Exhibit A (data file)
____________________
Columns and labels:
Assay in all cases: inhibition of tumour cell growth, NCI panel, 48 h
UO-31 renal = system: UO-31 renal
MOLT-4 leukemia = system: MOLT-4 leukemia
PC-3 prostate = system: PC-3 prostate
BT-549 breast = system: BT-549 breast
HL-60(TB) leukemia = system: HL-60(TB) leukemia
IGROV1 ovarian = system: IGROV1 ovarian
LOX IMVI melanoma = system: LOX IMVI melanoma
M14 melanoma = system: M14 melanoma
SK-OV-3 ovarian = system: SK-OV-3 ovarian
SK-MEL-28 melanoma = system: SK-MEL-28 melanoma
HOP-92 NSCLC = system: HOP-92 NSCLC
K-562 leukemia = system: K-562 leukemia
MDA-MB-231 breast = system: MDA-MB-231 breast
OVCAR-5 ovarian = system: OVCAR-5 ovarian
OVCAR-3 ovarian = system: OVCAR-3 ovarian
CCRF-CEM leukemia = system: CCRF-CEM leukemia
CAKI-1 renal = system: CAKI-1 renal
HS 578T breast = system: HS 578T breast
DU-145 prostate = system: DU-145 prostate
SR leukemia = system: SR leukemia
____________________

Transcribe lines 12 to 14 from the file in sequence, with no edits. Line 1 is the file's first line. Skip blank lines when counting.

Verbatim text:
SK-MEL-28 melanoma = system: SK-MEL-28 melanoma
HOP-92 NSCLC = system: HOP-92 NSCLC
K-562 leukemia = system: K-562 leukemia